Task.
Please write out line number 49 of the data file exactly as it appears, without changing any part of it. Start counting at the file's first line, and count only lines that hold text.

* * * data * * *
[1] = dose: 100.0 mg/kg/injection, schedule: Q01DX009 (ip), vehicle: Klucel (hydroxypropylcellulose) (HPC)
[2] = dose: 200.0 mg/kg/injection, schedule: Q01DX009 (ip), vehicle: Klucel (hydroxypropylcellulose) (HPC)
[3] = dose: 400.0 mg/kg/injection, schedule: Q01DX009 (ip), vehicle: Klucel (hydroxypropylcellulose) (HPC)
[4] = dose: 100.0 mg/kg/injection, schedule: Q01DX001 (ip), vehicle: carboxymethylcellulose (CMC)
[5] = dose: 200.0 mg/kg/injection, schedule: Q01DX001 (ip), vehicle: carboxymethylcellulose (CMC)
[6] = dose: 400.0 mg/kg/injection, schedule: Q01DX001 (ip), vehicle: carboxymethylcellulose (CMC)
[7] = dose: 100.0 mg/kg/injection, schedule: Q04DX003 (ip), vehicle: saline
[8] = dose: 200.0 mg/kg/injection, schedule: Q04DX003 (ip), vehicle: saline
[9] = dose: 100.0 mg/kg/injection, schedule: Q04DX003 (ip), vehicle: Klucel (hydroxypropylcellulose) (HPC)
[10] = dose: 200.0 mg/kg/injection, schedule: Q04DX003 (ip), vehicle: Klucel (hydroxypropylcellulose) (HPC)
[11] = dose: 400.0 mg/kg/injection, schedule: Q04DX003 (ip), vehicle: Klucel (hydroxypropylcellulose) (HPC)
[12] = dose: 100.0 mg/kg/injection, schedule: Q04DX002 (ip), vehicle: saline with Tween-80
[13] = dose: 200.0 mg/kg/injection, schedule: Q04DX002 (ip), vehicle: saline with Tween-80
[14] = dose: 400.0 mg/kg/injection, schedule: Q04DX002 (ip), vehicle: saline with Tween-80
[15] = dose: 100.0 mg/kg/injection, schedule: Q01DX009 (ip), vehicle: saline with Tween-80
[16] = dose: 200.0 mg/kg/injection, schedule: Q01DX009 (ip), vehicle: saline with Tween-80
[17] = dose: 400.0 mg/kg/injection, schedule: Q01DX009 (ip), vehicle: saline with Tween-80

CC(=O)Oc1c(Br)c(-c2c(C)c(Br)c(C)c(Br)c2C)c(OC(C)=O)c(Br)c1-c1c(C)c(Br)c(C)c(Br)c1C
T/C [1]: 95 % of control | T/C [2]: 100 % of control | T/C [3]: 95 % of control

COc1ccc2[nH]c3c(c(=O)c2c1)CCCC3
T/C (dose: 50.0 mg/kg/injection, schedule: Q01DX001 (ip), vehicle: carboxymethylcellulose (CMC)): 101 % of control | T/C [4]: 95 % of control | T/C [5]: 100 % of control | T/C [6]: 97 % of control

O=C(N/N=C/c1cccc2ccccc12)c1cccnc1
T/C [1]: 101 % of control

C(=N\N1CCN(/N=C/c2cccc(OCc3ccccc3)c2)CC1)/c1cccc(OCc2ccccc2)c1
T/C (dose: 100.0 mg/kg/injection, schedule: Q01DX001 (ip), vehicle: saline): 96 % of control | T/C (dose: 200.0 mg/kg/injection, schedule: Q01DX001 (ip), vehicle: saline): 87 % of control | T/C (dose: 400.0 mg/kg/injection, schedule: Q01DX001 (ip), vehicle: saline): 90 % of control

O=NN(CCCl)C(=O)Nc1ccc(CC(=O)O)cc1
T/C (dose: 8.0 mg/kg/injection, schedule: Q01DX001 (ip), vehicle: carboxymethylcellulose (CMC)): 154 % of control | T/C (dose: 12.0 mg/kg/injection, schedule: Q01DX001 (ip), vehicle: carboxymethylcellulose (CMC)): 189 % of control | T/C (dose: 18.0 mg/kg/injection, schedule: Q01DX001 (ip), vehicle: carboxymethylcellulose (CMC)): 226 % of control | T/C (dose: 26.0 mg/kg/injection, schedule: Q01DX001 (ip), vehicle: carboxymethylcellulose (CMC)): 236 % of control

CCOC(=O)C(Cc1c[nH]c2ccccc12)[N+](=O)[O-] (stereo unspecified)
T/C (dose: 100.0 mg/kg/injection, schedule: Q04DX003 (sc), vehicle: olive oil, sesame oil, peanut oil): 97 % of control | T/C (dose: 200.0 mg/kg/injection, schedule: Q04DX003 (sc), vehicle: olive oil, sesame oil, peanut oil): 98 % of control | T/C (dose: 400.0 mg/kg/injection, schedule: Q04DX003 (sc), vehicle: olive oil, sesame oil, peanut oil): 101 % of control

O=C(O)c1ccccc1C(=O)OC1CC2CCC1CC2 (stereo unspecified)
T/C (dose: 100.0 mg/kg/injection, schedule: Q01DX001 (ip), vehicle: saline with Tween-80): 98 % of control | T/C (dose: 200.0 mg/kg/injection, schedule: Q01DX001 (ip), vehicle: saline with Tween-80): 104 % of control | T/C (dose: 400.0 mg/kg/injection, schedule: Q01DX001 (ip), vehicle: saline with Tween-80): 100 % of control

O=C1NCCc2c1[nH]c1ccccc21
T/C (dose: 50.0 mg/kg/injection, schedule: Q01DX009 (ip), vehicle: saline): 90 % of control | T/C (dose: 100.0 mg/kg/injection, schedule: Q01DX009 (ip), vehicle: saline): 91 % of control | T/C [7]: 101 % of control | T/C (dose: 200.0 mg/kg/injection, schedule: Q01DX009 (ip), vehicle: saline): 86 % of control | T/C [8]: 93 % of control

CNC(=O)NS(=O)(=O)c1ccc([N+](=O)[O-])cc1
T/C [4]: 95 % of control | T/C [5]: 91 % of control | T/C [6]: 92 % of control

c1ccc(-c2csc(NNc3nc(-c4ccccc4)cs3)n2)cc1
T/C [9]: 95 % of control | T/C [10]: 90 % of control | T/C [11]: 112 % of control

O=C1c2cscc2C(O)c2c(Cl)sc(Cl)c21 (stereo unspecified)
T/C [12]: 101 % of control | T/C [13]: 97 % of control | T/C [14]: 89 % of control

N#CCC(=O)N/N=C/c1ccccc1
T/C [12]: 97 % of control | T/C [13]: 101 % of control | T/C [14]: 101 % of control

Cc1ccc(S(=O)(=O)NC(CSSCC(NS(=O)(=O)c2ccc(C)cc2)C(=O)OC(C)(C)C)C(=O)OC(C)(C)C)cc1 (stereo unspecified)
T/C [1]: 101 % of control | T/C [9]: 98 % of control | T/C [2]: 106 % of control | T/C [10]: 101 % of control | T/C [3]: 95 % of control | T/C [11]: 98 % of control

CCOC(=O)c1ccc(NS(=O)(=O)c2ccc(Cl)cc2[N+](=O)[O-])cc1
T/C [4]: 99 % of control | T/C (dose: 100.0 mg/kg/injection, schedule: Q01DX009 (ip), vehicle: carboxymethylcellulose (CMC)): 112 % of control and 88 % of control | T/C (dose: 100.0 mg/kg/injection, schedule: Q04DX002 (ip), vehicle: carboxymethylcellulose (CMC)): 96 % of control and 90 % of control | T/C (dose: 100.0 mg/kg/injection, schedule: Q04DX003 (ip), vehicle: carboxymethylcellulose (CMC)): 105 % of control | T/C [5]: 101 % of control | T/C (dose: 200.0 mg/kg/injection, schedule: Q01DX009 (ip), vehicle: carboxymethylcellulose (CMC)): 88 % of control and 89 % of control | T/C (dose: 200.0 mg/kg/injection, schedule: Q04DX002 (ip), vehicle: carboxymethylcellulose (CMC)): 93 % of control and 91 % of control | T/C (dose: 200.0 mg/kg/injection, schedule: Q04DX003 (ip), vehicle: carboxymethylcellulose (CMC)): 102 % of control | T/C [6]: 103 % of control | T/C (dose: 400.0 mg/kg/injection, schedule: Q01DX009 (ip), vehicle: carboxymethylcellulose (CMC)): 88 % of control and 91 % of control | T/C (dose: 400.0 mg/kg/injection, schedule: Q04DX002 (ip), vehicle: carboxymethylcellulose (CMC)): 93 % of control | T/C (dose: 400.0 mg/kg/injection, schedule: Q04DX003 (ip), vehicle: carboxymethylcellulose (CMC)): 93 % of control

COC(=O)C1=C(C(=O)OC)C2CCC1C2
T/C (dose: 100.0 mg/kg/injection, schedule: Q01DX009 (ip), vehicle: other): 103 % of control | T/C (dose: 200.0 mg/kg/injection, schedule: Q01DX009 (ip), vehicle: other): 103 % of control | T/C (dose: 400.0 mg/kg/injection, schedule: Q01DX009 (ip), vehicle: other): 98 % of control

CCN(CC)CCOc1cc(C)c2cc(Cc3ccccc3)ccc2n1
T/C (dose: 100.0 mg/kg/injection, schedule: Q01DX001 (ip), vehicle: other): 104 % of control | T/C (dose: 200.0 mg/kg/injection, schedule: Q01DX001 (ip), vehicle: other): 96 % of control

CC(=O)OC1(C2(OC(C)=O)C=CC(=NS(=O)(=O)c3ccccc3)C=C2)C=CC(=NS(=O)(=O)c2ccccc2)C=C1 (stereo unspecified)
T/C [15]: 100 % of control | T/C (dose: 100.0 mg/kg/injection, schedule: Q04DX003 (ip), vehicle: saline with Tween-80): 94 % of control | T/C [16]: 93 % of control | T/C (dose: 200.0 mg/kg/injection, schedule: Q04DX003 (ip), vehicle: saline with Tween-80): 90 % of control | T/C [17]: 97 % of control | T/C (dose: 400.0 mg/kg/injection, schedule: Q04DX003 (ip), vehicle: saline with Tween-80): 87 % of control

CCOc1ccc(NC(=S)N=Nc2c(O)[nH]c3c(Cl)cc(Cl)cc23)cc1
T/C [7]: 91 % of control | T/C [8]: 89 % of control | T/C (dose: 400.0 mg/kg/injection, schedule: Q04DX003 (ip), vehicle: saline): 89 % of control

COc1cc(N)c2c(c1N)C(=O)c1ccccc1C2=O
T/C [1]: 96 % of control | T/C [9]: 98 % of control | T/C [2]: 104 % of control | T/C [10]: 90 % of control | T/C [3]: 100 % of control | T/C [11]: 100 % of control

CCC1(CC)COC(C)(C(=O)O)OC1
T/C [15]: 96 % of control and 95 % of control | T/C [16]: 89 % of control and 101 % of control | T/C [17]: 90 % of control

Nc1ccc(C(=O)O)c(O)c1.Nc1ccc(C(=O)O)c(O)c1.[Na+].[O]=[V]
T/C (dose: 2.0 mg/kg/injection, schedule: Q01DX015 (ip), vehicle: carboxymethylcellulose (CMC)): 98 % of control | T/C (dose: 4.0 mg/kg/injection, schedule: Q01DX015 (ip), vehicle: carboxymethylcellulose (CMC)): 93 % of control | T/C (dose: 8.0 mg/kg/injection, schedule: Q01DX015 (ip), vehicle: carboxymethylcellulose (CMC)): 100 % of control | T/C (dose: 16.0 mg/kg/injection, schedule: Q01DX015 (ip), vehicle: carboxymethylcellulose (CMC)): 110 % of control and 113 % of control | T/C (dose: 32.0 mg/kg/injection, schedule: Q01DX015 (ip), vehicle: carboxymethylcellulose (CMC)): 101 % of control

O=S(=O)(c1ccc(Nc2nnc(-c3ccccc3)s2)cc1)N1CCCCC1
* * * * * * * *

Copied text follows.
T/C (dose: 100.0 mg/kg/injection, schedule: Q01DX001 (ip), vehicle: other): 104 % of control | T/C (dose: 200.0 mg/kg/injection, schedule: Q01DX001 (ip), vehicle: other): 96 % of control